The French asparagus season has now come to an end. Christian Befve, internationally renowned asparagus expert, founder and manager of the consulting company Befve &Co, takes a look back at the highlights of the season and the solutions to be implemented for better productivity.
“Overall, this year was average to mediocre in the north of France and average to good in the south, with better prices. The end of the winter and beginning of spring were very humid, which delayed the preparation work and impacted the asparagus quality since the mounds were then slow to warm up.”
Normal volumes in the south of France
In the south of France, the season was quite satisfactory this year. “It started normally until Easter. Then, the cold spell slowed down the production. The volumes were normal, sometimes down to -10%. And overall, prices were good, higher than last year with 0.50/1€ [0.60/1.2 USD] more per kg. This explains why the south of France experienced a good season.”
20 to 40% loss in volumes in central and northern France
Because of their climate and latitude, the central and northern areas of France suffered more from the cold, so the season was more complicated. “Producers did not get asparagus until Easter, which is a pivotal period when the asparagus are sold at higher prices thanks to the consumption peak around that time. The asparagus arrived after this date and the cold and humidity (2 to 3°C less than usual) in April/May severely impacted the production. This resulted in volume losses of 20 to 40%. This is considerable.” Prices were (very) good but not enough to compensate for the loss in yield.
A good year for the French organic production
The year has been very good for organic products in general. “Organic asparagus sell for 30 to 40% more than conventional asparagus. This is very good for the asparagus because organic production has higher costs. It is therefore very advantageous for producers when the volumes offered do not exceed the demand. We also observe that consumers are buying more and more locally and becoming increasingly attentive to production methods. The sanitary crisis has also brought consumers closer to producers, with a strong growth in direct sales. This is much more rewarding for asparagus growers. People are becoming more interested, as shown by the significant increase in visits to my website this year.”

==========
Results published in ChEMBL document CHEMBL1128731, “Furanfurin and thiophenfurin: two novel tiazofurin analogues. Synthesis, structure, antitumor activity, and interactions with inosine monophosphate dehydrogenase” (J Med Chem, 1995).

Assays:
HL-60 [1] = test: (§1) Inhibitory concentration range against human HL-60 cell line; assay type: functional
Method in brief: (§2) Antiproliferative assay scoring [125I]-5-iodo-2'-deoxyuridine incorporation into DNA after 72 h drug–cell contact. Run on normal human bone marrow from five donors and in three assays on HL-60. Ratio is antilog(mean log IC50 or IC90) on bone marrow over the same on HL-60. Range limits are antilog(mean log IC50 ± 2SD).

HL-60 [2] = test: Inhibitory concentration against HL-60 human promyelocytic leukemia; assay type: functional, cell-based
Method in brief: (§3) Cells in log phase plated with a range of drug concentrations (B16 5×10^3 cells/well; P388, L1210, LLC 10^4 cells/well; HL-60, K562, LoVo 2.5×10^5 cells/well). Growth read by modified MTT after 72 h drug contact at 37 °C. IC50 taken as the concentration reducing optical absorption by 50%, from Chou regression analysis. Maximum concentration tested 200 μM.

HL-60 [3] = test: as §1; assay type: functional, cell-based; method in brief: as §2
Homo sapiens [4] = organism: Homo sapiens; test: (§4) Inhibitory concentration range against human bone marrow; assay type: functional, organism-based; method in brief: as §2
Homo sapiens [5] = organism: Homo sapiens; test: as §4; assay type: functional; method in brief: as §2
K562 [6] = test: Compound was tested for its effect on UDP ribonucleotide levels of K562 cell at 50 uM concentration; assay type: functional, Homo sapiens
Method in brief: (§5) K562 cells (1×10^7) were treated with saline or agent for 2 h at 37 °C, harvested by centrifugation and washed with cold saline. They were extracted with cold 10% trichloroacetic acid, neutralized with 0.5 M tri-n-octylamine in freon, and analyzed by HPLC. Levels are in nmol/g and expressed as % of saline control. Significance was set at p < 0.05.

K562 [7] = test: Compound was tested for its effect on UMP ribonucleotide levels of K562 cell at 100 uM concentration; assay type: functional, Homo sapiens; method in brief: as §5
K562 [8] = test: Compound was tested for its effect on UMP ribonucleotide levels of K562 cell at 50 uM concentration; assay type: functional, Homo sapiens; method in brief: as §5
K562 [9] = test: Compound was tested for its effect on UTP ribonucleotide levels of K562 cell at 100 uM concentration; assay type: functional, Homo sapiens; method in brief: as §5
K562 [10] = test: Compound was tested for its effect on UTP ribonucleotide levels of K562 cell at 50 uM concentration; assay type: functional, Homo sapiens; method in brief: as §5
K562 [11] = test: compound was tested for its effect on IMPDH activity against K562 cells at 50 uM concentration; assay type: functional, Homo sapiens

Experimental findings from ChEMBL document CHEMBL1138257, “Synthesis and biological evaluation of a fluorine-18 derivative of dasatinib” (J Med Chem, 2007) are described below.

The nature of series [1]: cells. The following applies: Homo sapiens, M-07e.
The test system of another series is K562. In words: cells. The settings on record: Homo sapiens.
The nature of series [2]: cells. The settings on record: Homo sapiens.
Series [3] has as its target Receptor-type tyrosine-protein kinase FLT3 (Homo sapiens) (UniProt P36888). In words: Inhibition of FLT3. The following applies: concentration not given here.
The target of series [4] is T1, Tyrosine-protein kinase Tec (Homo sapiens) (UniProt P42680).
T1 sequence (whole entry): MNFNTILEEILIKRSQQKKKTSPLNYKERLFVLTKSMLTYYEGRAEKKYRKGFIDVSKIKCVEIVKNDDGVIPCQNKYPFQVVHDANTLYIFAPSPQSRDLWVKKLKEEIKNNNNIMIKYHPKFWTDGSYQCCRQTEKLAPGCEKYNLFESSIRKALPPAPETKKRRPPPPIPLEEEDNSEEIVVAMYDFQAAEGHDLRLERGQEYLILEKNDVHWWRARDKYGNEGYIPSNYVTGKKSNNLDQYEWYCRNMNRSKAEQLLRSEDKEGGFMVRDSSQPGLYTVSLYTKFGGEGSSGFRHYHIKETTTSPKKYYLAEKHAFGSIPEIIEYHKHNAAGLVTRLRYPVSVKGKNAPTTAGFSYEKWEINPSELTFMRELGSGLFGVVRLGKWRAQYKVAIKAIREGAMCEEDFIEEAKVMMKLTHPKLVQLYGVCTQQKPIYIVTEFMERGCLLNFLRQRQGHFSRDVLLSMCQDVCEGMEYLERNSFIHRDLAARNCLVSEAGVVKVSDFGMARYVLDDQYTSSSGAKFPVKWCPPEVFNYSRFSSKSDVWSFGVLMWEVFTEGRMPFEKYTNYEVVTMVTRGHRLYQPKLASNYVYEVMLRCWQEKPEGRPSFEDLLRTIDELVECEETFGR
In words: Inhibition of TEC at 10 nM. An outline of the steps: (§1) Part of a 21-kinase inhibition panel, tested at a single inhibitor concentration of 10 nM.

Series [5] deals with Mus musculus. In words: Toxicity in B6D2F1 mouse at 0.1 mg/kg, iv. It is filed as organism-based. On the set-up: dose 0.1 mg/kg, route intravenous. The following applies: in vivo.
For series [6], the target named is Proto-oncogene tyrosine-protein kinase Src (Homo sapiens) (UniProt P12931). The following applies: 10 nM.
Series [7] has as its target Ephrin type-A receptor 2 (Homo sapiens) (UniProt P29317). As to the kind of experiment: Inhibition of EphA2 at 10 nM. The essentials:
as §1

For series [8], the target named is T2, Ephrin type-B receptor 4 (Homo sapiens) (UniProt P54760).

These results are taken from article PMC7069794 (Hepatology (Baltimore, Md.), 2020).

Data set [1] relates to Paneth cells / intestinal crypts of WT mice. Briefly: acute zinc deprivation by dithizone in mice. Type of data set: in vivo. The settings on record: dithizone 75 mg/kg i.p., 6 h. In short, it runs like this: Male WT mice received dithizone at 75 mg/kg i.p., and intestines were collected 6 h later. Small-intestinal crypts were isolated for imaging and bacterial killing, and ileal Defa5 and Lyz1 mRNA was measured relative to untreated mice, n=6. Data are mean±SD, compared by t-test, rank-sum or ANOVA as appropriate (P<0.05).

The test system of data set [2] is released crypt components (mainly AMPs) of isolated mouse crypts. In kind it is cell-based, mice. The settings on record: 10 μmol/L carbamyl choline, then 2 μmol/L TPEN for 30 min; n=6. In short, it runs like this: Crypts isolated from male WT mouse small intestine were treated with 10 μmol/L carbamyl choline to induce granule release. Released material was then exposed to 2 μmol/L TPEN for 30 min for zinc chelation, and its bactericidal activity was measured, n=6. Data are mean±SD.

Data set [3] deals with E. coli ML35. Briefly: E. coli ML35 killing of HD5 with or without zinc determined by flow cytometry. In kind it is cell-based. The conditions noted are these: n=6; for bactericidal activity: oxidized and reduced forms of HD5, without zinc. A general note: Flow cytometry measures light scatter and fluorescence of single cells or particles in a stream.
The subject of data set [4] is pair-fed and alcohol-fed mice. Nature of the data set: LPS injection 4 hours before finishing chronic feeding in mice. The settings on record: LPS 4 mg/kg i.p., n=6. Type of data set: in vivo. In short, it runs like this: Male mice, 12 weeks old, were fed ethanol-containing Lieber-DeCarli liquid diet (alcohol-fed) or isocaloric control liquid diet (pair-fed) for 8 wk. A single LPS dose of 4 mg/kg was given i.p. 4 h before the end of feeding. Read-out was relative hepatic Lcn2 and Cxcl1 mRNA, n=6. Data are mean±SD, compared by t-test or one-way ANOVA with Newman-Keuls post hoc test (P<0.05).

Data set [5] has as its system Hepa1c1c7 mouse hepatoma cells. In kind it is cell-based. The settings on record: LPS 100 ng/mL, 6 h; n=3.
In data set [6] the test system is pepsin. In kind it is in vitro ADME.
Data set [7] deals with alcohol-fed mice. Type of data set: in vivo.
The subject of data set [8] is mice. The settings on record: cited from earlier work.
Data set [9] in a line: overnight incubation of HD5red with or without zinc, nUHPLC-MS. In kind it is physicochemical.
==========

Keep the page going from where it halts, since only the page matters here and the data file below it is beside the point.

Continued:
A good season for the green asparagus
Overall, green asparagus producers have also had a relatively good season this year. “We observe an increase in the consumption of green asparagus, especially among younger people. Green asparagus sell for about 30% more than white asparagus. This is due to the higher production costs from the daily harvesting. Moreover, a green asparagus weighs about 20% less than a white one.”
Asparagus crops are very sensitive to temperature variations
This year, the bad weather conditions have affected all of Europe. Therefore, there was no marked imbalance in production between the countries. In all regions, the asparagus production was indeed impacted significantly for each degree lost. “Depending on the varieties, the plant will wake up at different degrees: 11°C for the early varieties, 12°C for the mid-season varieties and 13°C for the late varieties. It is important to note that 1°C more can generate an additional 20kg/ha/day of asparagus. In Alsace, temperatures were 2°C lower than normal so they lost 40 kg/ha/day, multiplied by 60 days of harvest, which makes about 2.4 tons less for the entire season. This lower production also led to an increase in labor costs of 10 to 20% since the workers still need to come but the quantity harvested is lower.”
The different tools used to fight the cold
Faced with these temperature-related losses in yield, Christian Befve and his team work hard to anticipate climate change and maintain a good yield level for asparagus producers. “We have various techniques to slow down these changes. There is of course the choice of the varieties. The early asparagus come out at lower temperatures, so I encourage producers to plant those varieties. Then, we can also use thermal plastic mulches to warm up the soil. Thermal plastic can bring an additional 2°C to the soil. With 2 plastic mulches, we can increase the temperature by 3°C. And with hoops, we can gain another 1 to 2°C. This helps eliminate all the weather jolts that will unfortunately become more and more frequent. Other techniques such as the use of shelters and even greenhouses with photovoltaic panels are also being used more and more frequently.”
“It is up to us farmers to adapt to the bad weather. Let us become as independent as possible from weather hazards.”